JUBA | Reuters
South Sudan’s government said on Thursday that a threat of U.S. sanctions if the country fails to deliver on a peace deal should be directed at rebels in the country rather than the presidency.
South Sudan descended into civil war in December 2013 following a row between President Salva Kiir and his sacked deputy Riek Machar.
Both sides, under pressure from Washington, the United Nations and other powers, signed an initial peace deal in August and agreed to share out ministerial positions in January. But that deal has broken down repeatedly.
On Wednesday, U.S. Secretary of State John Kerry said Kiir and Machar – who was re-appointed to his old post this month – would face individual sanctions if they did not deliver on the deal, warning of a “critical moment for South Sudan’s survival”.
A spokesman for Kiir, Ateny Wek Ateny, said the threat “must be aimed at those who are putting impediments into the implementation process … The problem is not with Salva Kiir”.
He said Kiir was ready to form a transitional government “tonight” if Machar’s side, the SPLM/A-IO, submitted the names.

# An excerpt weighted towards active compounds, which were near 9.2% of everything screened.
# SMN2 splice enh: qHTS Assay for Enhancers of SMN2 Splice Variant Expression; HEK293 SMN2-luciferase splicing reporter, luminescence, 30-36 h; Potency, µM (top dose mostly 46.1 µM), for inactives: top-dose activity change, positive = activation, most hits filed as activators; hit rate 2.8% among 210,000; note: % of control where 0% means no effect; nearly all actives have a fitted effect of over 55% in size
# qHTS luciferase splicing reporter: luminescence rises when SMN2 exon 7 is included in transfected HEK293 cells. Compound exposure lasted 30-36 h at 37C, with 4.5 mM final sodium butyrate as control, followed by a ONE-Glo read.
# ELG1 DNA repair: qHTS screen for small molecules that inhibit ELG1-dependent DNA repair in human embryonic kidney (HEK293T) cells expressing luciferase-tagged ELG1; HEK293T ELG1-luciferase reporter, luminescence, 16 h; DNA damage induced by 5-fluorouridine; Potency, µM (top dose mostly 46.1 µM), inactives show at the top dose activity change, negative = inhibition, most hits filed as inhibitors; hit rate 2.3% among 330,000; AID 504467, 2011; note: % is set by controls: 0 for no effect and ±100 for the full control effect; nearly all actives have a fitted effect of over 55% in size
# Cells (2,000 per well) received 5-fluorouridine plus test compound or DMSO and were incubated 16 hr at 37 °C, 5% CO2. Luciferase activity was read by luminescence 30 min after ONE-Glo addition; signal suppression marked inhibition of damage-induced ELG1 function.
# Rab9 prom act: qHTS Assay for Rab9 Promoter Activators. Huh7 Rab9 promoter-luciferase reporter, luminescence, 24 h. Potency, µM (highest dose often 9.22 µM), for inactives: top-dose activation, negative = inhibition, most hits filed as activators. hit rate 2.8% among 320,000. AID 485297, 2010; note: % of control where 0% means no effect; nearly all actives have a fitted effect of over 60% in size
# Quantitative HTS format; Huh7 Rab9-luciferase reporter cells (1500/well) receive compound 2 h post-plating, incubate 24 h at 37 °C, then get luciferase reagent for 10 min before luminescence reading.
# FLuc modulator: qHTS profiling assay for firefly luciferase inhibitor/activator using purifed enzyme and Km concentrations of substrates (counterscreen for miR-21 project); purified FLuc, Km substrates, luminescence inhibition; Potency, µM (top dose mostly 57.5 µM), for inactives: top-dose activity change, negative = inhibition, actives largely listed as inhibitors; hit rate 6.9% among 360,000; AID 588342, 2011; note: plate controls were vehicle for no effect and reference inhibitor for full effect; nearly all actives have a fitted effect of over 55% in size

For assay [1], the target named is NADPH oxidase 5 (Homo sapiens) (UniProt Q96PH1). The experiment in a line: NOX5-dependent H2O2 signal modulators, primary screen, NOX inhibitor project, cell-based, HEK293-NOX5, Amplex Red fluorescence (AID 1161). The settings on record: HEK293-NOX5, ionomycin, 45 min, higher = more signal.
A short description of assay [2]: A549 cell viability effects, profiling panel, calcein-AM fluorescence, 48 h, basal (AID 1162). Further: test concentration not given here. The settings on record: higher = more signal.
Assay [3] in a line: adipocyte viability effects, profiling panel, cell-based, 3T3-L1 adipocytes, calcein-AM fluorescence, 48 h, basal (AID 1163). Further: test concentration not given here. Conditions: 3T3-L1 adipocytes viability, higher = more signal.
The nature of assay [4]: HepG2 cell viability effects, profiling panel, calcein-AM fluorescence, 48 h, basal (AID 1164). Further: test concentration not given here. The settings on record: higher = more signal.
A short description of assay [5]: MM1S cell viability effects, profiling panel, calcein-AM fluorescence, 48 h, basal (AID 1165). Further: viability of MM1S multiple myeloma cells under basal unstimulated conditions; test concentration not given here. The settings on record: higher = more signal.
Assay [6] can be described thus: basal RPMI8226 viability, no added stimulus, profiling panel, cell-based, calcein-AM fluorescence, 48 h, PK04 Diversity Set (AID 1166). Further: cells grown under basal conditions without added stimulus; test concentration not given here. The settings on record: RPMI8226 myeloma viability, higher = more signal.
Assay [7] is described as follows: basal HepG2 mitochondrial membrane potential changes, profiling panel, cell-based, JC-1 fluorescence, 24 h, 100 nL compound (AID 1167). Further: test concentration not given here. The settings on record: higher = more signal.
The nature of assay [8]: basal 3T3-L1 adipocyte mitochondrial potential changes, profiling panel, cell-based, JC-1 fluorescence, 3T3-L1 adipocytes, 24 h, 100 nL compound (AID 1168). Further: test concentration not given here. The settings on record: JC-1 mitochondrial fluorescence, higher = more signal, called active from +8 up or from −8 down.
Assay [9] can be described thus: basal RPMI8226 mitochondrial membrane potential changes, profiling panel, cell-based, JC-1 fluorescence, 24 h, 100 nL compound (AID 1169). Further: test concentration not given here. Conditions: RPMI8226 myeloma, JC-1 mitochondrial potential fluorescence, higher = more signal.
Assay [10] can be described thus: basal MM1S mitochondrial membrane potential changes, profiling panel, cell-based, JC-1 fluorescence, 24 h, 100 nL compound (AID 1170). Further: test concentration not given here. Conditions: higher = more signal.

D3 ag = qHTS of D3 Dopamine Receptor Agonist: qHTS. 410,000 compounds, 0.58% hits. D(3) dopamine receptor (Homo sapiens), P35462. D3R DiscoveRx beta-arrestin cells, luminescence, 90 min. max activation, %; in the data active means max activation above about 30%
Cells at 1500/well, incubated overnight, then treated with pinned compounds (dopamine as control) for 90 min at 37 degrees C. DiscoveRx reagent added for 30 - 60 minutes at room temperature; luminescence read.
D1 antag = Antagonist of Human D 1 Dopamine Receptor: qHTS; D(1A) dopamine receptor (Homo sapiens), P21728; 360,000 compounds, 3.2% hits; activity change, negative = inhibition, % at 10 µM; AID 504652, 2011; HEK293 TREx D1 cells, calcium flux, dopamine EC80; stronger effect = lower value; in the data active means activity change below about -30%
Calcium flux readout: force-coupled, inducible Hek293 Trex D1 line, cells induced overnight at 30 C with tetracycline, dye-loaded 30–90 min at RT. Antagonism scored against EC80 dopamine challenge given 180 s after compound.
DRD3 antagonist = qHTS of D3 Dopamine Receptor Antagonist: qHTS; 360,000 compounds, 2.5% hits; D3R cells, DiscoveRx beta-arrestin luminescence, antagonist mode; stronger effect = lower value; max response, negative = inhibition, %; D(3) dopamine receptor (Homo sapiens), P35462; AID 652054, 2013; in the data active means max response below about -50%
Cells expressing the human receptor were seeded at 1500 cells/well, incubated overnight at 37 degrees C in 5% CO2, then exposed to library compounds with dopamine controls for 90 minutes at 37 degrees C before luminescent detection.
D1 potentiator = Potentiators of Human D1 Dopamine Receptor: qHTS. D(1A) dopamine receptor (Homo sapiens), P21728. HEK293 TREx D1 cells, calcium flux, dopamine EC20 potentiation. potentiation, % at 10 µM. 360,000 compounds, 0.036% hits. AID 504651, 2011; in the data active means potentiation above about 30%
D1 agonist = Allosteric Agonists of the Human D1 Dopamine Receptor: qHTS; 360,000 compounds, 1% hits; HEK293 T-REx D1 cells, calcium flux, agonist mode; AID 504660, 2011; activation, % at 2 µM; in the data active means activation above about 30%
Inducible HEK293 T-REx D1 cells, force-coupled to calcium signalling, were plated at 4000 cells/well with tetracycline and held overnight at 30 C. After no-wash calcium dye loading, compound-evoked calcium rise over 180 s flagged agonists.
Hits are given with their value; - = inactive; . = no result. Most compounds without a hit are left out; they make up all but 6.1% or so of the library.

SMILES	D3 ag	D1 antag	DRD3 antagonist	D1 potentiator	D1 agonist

James Gatdet Dak, spokesman for the SPLM/A-IO, said Machar’s side was “ready to deliver” and Kerry’s comments were helpful.
“This is a good statement because it can put pressure on the two parties. But on our side we are ready to deliver, it is the government that has been violating the peace agreement,” he told Reuters.
This week, both sides agreed to let troops allied with Machar to return to the capital Juba for the first time since the conflict broke out, and a spokesman for Machar said he planned to return to Juba next week.
U.N. Secretary General Ban Ki-moon is due to visit South Sudan on Thursday and meet Kiir, who has led the country since independence from Sudan in 2011.
In a sign of lingering violence, aid group Medicins Sans Frontieres said on Wednesday its camp in Pibor had been attacked and looted, wounding 35 people and forcing more than 1,000 others to seek shelter at a base of the U.N. peacekeeping mission.
(Writing by George Obulutsa; Editing by Edith Honan and Alison Williams)